How to Choose & Use Compression Socks For Pain

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Compression socks help improve your blood flow, keep you comfortable, and relieve pain. They are an excellent investment that will help you, especially when standing for too long or you need to move around but have leg, ankle, or knee pain.

These socks are specifically designed to have a snug fit and stretch while giving a gentle squeeze to your leg. In addition, they come in different sizes and strengths to help cater to your specific needs. So, your doctor will recommend a good option for you to try. 

However, if you want to invest in compression socks without relying on your doctor, there are a few things to consider. Here’s a brief breakdown of choosing and using compression socks to relieve pain. 

Pay Attention to the Compression Pressure

Compression socks come with different intensities in terms of the pressure they apply on your leg. Paying attention to the pressure is essential to avoid causing any further damage to your leg pain. 

Your compression socks will have a label that indicates the pressure in terms of (mmHg) which stands for millimeters of mercury. This unit of pressure will be a good indicator of how tight your compression socks will be. 

The different compression pressures include;

  • 15-20 mmHg: Compression socks with this pressure are great for daily use and recovery from sports soreness or injury. You can find them over the counter and not worry about aggravating your leg’s pain. In addition, these compression socks help improve blood flow without being too tight. 
  • 20-30 mmHg: Wearing these compression socks helps with conditions like swelling, varicose, and spider veins. They are also ideal for medical recoveries like surgery and sports injuries. However, if the 15-20 mmHg compression socks don’t offer adequate support, you can try this option. 
  • 30-40 mmHg: Compression socks with this pressure are more suitable for advanced medical conditions. For example, this is the best option to invest in if you deal with blood clots (DVT), severe varicose veins, and swelling. 

Invest in the Right Type of Compression Socks

Compression socks come in 3 types, including;

  • Graduated compression socks: With graduated compression socks, the pressure strongly applies at the ankle and eases as it goes up the leg. As a result, they are an excellent option for increased mobility and better blood flow.
  • Anti-embolism socks: These types of compression socks are mainly preferred for individuals who are not mobile. In addition, the anti-embolism socks are designed to reduce the possibility of deep vein thrombosis.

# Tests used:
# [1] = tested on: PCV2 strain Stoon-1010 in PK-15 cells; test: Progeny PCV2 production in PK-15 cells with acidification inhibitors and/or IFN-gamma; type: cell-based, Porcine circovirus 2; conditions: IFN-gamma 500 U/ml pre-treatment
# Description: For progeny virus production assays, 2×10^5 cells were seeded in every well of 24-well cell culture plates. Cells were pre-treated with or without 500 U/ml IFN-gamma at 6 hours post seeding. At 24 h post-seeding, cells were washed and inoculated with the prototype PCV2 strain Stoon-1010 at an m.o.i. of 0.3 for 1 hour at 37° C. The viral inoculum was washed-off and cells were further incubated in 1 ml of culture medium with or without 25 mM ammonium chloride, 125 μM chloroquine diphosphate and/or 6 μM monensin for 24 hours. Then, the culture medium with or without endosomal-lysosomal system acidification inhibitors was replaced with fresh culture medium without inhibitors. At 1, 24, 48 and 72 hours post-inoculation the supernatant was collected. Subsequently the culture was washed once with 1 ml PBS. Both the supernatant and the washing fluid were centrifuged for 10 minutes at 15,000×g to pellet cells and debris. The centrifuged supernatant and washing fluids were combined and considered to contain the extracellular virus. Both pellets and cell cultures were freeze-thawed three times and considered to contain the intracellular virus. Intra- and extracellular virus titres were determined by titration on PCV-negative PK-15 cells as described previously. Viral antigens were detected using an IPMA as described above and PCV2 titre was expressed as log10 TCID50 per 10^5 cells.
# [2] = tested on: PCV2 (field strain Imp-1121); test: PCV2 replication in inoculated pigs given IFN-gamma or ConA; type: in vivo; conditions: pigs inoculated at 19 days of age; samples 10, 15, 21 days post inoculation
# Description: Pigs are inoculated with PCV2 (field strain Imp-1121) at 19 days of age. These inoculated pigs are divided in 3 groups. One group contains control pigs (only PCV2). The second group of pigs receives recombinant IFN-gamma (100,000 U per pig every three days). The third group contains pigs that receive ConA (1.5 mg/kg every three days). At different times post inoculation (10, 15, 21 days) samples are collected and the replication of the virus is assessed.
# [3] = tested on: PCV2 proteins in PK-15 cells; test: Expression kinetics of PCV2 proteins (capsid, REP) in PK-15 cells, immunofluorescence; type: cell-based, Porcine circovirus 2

• Non-medical support socks: The non-medical support compression socks are your everyday wear options to help relieve tired and aching legs. The compression in these socks is uniform allowing you to depend on them when needed. 

Check Your Compression Socks’ Material

Compression socks come in different materials to give you various choices. The material you choose will depend on what your primary goal is. For example, if you want something fashionable that offers some support, sheer compression socks are a good option.

Sheer fabrics offer a fashionable option for women to style their compression socks easily and not feel out of place. But, this material is not a great option, especially if you need more support. In addition, your compression socks will not be long-lasting. 

Materials like wool and cotton are the best option for more support to deal with conditions like varicose veins, swelling, and spider veins. Investing in women’s compression socks that will offer adequate support and relieve your pain is the best option. 

So, consider your goal with compression socks to ensure you choose a material that will help meet that. 

Use Your Compression Socks the Right Way

Every-day-wear compression socks are not complicated. All you need is to ensure you smooth out the socks to maximize the compression benefits. Don’t roll your socks to avoid making them too tight and ending up with blood flow problems. 

If you are wearing compression socks for conditions like swelling and varicose veins, you’ll need help from your doctor. They will help show you how to wear them and give you the best fit. In addition, you’ll get a clear understanding of how long you should have your compression socks on.




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